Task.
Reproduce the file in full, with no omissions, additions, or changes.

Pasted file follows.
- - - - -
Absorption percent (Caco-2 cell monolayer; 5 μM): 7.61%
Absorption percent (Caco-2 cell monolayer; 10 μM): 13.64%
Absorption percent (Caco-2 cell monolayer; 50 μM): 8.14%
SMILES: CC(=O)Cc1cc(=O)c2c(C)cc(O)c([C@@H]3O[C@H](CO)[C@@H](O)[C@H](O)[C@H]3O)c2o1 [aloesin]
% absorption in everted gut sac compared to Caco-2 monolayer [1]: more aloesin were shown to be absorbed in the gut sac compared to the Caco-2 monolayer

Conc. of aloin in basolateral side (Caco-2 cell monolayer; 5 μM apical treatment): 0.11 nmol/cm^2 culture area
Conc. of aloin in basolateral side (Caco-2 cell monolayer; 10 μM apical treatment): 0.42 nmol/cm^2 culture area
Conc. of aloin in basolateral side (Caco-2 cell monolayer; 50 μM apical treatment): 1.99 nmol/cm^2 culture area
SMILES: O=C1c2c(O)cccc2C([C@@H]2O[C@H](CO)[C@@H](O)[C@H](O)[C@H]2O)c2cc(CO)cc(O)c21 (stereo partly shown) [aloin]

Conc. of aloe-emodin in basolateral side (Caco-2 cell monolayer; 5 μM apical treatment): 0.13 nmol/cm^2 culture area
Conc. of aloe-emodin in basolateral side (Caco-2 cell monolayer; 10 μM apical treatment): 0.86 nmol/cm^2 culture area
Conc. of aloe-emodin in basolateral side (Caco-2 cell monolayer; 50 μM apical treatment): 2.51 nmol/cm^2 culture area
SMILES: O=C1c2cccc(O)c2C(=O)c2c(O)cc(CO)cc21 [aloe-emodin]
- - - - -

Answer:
Absorption percent (Caco-2 cell monolayer; 5 μM): 7.61%
Absorption percent (Caco-2 cell monolayer; 10 μM): 13.64%
Absorption percent (Caco-2 cell monolayer; 50 μM): 8.14%
SMILES: CC(=O)Cc1cc(=O)c2c(C)cc(O)c([C@@H]3O[C@H](CO)[C@@H](O)[C@H](O)[C@H]3O)c2o1 [aloesin]
% absorption in everted gut sac compared to Caco-2 monolayer [1]: more aloesin were shown to be absorbed in the gut sac compared to the Caco-2 monolayer

Conc. of aloin in basolateral side (Caco-2 cell monolayer; 5 μM apical treatment): 0.11 nmol/cm^2 culture area
Conc. of aloin in basolateral side (Caco-2 cell monolayer; 10 μM apical treatment): 0.42 nmol/cm^2 culture area
Conc. of aloin in basolateral side (Caco-2 cell monolayer; 50 μM apical treatment): 1.99 nmol/cm^2 culture area
SMILES: O=C1c2c(O)cccc2C([C@@H]2O[C@H](CO)[C@@H](O)[C@H](O)[C@H]2O)c2cc(CO)cc(O)c21 (stereo partly shown) [aloin]

Conc. of aloe-emodin in basolateral side (Caco-2 cell monolayer; 5 μM apical treatment): 0.13 nmol/cm^2 culture area
Conc. of aloe-emodin in basolateral side (Caco-2 cell monolayer; 10 μM apical treatment): 0.86 nmol/cm^2 culture area
Conc. of aloe-emodin in basolateral side (Caco-2 cell monolayer; 50 μM apical treatment): 2.51 nmol/cm^2 culture area
SMILES: O=C1c2cccc(O)c2C(=O)c2c(O)cc(CO)cc21 [aloe-emodin]